NEW YORK STATE
From Site Selection magazine, May 2012
SHARE THIS ON SOCIAL MEDIATweet
A New Day in the Empire State
BM. Pepsi. Corning. Pfizer. Estee Lauder. Kodak. Colgate-Palmolive. Time Warner. What do these Fortune 500 companies have in common? Besides bearing internationally sought-after brand names, they are just some examples of the industrial giants which have helped to shape the economic backbone of New York State — and, for that matter, the nation — over the span of decades. Indeed, as state officials observe, the Empire State has had a long and proud history of industrial success even in the toughest of economic times.
Supporting this observation are New York's experiences in recent years. From 2008 to 2011, a total of 760 companies announced projects to build new facilities or expand existing facilities in locations across the state, according to Conway Data. Notably, all but seven of New York's 62 counties had at least one project announcement from 2008 to 2011. These announcements reflected reported plans by companies to create more than 48,000 jobs and invest approximately $15.5 billion. While significant announcements were made during each of the four years, 2011 was a particularly good year for the Empire State as projects announced during this year accounted for nearly $4.5 billion of the planned investments reported.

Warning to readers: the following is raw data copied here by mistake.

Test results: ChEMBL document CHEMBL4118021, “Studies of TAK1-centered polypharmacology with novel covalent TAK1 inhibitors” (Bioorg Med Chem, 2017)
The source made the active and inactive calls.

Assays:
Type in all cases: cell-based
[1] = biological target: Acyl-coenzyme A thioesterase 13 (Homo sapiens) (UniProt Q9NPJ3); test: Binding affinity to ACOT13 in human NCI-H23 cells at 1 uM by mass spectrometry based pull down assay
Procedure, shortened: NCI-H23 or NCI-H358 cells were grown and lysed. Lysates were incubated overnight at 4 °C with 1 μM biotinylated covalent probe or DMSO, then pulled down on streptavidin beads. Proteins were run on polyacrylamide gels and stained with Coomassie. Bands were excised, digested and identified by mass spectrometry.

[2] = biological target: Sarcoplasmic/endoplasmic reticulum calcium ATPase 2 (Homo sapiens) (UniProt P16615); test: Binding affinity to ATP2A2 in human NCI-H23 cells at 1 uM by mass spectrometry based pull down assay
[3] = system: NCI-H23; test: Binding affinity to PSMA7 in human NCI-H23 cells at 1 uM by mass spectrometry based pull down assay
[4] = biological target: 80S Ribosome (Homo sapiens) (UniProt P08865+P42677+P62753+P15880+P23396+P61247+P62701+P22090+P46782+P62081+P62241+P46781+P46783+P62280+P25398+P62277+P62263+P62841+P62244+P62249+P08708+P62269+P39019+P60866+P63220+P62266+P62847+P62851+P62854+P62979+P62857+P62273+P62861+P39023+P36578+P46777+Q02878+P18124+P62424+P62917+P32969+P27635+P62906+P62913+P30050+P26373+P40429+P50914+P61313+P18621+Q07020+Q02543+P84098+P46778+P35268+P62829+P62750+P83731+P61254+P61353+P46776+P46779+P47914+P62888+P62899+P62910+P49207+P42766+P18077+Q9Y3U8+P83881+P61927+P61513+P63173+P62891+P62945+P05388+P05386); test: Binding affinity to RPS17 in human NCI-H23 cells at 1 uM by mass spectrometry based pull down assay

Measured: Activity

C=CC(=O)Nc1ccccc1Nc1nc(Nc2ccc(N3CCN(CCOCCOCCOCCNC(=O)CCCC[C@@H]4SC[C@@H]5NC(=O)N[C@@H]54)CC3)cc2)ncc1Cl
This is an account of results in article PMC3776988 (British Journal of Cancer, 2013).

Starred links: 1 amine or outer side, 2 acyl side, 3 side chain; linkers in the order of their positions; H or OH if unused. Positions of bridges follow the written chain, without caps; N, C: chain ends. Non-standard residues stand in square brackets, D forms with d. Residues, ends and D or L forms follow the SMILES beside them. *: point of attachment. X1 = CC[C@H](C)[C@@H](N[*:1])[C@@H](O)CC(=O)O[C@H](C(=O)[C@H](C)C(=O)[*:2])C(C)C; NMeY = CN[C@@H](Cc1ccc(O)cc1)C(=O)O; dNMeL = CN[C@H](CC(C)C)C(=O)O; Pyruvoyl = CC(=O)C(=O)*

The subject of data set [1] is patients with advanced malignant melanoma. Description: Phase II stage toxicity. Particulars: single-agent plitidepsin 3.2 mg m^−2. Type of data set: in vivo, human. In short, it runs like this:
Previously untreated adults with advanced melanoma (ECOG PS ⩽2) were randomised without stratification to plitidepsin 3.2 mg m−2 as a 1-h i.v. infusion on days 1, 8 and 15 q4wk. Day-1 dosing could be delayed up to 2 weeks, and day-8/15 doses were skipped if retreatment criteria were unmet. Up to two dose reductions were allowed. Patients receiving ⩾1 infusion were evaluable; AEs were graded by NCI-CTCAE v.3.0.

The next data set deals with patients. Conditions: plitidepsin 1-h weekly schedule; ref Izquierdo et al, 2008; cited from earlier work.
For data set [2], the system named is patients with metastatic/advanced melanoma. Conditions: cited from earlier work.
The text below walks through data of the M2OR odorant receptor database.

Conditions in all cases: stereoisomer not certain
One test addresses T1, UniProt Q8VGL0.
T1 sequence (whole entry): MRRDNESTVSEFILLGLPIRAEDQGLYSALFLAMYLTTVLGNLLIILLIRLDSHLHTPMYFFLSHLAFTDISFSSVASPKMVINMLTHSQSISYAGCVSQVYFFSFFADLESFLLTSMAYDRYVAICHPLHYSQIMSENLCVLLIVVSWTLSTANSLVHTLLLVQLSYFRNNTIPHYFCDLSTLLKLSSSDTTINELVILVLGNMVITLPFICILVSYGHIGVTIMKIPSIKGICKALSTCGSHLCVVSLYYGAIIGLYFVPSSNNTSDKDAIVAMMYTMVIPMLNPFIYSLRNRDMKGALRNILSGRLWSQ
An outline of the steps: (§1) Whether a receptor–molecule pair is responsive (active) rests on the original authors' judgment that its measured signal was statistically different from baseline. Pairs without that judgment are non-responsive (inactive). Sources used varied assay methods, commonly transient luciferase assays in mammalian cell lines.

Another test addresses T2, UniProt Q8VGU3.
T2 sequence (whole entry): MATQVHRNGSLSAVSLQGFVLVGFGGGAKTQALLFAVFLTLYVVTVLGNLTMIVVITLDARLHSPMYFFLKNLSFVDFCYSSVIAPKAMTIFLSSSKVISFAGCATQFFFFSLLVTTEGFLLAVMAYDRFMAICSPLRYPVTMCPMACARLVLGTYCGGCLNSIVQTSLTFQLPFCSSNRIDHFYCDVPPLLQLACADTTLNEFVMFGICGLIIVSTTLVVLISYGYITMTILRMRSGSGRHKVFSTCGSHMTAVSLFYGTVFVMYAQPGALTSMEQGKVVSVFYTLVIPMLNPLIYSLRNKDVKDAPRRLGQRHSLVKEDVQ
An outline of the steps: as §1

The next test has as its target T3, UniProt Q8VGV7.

2011 also marks the first year of governor Andrew Cuomo's administration. This is no small point, according to Deputy Secretary for Economic Development Leecia Eve. The governor's chief priority is to ensure that New York is a state that is "open for business," Eve noted. Quoting the governor, she explained how his administration reflects a core belief that government's role is "to help business do what it does best and not get in the way." "We're doing the equivalent of moving mountains under this governor's leadership to make state government operate as efficiently and as business friendly as possible," said Eve.
Transforming State Government
Eve described a number of initiatives already implemented through the Cuomo administration to improve the way state government operates and help build greater confidence among businesses about New York as a place to invest in. She pointed to making state government "user-friendly" as a top priority. Under the governor's direction, state agency leaders who head up functions relating to economic development are coordinating efforts to operate as one team in serving the customer, shared Eve. These leaders now meet on a regular basis to share information and discuss projects. As a result, she explained how a prospective investor with questions that are handled by multiple agencies no longer needs to contact each agency, but rather can make one call to have their questions addressed.